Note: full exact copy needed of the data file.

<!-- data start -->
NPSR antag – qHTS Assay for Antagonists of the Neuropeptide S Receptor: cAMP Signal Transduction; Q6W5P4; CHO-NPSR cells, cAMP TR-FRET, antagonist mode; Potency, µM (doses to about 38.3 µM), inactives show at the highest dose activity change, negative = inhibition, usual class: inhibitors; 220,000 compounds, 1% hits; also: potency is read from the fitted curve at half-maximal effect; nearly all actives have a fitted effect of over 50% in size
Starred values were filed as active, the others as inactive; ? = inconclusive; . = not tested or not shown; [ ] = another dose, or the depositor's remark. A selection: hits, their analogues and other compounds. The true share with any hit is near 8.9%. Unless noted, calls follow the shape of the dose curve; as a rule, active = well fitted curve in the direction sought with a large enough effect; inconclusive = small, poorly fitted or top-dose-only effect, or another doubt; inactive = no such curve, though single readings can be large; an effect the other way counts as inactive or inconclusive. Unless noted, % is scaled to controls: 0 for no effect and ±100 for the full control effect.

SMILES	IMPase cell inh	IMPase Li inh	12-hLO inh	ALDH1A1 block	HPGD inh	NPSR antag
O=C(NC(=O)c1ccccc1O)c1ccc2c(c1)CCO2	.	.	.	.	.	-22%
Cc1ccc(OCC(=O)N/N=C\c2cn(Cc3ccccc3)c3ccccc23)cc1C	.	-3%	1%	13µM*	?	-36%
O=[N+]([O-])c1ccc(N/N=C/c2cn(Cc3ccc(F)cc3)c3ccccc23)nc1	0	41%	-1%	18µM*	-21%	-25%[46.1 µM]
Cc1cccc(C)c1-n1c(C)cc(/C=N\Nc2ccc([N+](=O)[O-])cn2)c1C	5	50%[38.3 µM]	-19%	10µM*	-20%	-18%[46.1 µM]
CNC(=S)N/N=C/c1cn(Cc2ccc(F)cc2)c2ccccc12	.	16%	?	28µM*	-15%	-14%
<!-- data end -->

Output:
NPSR antag – qHTS Assay for Antagonists of the Neuropeptide S Receptor: cAMP Signal Transduction; Q6W5P4; CHO-NPSR cells, cAMP TR-FRET, antagonist mode; Potency, µM (doses to about 38.3 µM), inactives show at the highest dose activity change, negative = inhibition, usual class: inhibitors; 220,000 compounds, 1% hits; also: potency is read from the fitted curve at half-maximal effect; nearly all actives have a fitted effect of over 50% in size
Starred values were filed as active, the others as inactive; ? = inconclusive; . = not tested or not shown; [ ] = another dose, or the depositor's remark. A selection: hits, their analogues and other compounds. The true share with any hit is near 8.9%. Unless noted, calls follow the shape of the dose curve; as a rule, active = well fitted curve in the direction sought with a large enough effect; inconclusive = small, poorly fitted or top-dose-only effect, or another doubt; inactive = no such curve, though single readings can be large; an effect the other way counts as inactive or inconclusive. Unless noted, % is scaled to controls: 0 for no effect and ±100 for the full control effect.

SMILES	IMPase cell inh	IMPase Li inh	12-hLO inh	ALDH1A1 block	HPGD inh	NPSR antag
O=C(NC(=O)c1ccccc1O)c1ccc2c(c1)CCO2	.	.	.	.	.	-22%
Cc1ccc(OCC(=O)N/N=C\c2cn(Cc3ccccc3)c3ccccc23)cc1C	.	-3%	1%	13µM*	?	-36%
O=[N+]([O-])c1ccc(N/N=C/c2cn(Cc3ccc(F)cc3)c3ccccc23)nc1	0	41%	-1%	18µM*	-21%	-25%[46.1 µM]
Cc1cccc(C)c1-n1c(C)cc(/C=N\Nc2ccc([N+](=O)[O-])cn2)c1C	5	50%[38.3 µM]	-19%	10µM*	-20%	-18%[46.1 µM]
CNC(=S)N/N=C/c1cn(Cc2ccc(F)cc2)c2ccccc12	.	16%	?	28µM*	-15%	-14%